U.S. Supreme Court halts execution of Oklahoma inmate Glossip

By John Kruzel

WASHINGTON (Reuters) -The U.S. Supreme Court on Friday halted the scheduled execution of Oklahoma death row inmate Richard Glossip, whose cause drew support from the state’s Republican attorney general after an investigation shed new light on evidence relating to the 1997 murder Glossip was convicted of commissioning.

The justices acted after a divided Oklahoma state panel on April 26 voted against recommending clemency for Glossip, 60, who was scheduled to be executed on May 18 for his role in the murder of motel owner Barry Van Treese.

The justices agreed to halt the execution while they consider whether to take up Glossip’s two pending petitions for appeal, which challenge his conviction on various grounds.

Don Knight, an attorney for Glossip, welcomed the court’s action.

“We are very grateful to the U.S. Supreme Court for doing the right thing in stopping Richard Glossip’s unlawful execution,” Knight said. “There is nothing more harrowing than the thought of executing a man who the state now admits has never received a fair trial. Thankfully, for the time being, Mr. Glossip is out of peril.”

In an unusual twist in a death penalty case, Glossip on April 6 gained backing from Oklahoma Attorney General Gentner Drummond, who said the findings of an independent counsel he tapped to examine the case had “cast doubt on the conviction.” 

“After thorough and serious deliberation, I have concluded that I cannot stand behind the murder conviction and death sentence of Richard Glossip,” Drummond said in a statement announcing he would file a motion that day urging an Oklahoma appeals court to vacate the conviction and return the case to the federal district court.

“This is not to say I believe he is innocent. However, it is critical that Oklahomans have absolute faith that the death penalty is administered fairly and with certainty,” Drummond added.

A separate independent investigation conducted last year by the law firm Reed Smith at the request of Oklahoma lawmakers also raised serious concerns about Glossip’s case and conviction.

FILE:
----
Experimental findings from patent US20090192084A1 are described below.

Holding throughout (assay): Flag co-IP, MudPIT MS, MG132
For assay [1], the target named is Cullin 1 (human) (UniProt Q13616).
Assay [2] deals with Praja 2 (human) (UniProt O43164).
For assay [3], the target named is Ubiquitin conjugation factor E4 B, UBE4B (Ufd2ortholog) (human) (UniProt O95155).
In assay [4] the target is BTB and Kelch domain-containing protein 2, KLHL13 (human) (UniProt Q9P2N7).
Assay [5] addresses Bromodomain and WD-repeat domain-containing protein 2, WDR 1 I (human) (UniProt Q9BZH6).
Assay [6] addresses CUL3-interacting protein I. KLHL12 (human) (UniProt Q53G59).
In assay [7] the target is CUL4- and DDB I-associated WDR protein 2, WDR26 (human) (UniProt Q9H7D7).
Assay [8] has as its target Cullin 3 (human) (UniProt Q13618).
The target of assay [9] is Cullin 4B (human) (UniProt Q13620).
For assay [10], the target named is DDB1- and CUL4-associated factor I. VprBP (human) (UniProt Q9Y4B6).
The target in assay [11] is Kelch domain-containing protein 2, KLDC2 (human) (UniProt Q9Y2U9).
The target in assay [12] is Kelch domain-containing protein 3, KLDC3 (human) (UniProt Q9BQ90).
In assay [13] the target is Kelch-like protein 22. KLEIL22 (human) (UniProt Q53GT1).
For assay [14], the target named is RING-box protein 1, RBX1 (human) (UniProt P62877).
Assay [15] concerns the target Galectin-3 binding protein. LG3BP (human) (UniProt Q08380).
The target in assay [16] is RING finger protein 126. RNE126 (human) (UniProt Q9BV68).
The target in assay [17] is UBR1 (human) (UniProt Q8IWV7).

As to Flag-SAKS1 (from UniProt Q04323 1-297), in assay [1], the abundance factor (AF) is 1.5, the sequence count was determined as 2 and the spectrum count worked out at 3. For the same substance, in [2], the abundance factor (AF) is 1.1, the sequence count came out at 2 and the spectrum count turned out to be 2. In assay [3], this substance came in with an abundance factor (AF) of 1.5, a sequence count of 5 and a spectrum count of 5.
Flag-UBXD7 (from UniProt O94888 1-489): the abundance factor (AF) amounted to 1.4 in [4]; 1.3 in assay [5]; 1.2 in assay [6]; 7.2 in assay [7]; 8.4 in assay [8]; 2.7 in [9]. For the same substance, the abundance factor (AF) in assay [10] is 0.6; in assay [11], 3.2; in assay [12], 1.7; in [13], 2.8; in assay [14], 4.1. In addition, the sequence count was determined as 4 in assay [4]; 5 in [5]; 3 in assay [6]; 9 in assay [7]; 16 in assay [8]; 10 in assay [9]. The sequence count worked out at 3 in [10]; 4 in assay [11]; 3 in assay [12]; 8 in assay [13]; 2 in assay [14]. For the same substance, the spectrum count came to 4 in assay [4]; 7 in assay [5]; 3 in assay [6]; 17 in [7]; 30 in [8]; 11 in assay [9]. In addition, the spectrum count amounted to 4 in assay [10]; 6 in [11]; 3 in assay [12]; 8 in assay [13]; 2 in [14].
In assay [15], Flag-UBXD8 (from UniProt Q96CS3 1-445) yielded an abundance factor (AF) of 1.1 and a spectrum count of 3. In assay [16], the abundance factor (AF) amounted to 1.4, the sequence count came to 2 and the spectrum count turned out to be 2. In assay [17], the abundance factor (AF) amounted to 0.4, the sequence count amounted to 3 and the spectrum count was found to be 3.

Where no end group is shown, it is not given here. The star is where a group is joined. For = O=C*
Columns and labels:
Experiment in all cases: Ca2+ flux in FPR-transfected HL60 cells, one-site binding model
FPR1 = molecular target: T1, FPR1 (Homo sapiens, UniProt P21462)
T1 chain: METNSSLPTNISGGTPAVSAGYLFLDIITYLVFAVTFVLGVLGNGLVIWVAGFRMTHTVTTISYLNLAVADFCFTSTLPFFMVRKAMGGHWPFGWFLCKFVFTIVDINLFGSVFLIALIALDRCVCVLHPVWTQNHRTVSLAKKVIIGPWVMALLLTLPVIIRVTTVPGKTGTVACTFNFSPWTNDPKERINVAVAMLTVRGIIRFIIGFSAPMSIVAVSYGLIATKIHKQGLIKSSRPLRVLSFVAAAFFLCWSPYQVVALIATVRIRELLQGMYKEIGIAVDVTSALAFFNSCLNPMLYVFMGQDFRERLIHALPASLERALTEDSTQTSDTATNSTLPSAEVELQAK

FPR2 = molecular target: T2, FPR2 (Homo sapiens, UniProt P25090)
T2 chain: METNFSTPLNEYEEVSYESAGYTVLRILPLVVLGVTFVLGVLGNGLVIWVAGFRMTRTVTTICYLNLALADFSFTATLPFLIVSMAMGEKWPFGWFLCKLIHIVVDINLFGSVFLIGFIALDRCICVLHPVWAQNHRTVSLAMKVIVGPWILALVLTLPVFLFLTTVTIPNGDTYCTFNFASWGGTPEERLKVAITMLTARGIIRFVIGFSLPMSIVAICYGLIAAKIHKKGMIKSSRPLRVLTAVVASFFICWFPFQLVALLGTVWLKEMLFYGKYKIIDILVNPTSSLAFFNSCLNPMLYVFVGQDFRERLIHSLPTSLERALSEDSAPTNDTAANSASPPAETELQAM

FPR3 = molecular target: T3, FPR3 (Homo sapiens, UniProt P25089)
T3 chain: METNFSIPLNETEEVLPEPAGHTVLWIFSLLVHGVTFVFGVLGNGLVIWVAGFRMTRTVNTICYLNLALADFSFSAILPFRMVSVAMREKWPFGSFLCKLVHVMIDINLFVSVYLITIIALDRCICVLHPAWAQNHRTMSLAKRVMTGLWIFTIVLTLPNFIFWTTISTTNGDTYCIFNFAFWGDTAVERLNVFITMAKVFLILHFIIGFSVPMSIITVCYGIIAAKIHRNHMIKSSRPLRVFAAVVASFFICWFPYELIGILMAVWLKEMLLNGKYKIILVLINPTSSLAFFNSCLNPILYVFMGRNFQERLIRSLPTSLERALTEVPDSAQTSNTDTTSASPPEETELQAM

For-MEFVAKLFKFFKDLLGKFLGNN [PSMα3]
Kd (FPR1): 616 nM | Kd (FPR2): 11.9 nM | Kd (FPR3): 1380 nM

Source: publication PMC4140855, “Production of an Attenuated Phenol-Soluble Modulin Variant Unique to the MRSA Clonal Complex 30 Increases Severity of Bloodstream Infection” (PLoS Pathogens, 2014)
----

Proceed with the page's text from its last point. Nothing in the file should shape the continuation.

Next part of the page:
The Oklahoma Court of Criminal Appeals on April 20 upheld Glossip’s murder conviction, rebuffing Drummond’s request. The Oklahoma Pardon and Parole Board on April 26 declined to recommend clemency when the panel deadlocked 2-2.

Glossip’s conviction stemmed from the 1997 murder of Van Treese, the owner of a Best Budget Inn in Oklahoma City, who was beaten to death with a baseball bat by maintenance worker Justin Sneed. Sneed confessed to carrying out the killing and said Glossip, a manager at the motel, had hired him to do it.

Glossip was found guilty of first-degree murder in 1998. After an appeals court threw out that conviction, he was found guilty again in 2004.

Drummond, in his court filing, said Glossip’s conviction should be vacated due to problems with evidence in the case, including that Sneed misled the jury about his psychiatric condition at the time of the murder.

Glossip has pending petitions for appeal before the Supreme Court challenging his conviction on grounds including that prosecutors failed to hand over evidence about Sneed to Glossip’s defense counsel.

The Supreme Court in 2015 ruled against a bid by Glossip and two other death row inmates to challenge Oklahoma’s lethal injection protocol, with the justices ruling 5-4 that the state’s execution method did not violate the U.S. Constitution’s ban on cruel and unusual punishment.

Conservative Justice Neil Gorsuch did not participate in Friday’s decision by the court.

(Reporting by John Kruzel; Editing by Will Dunham)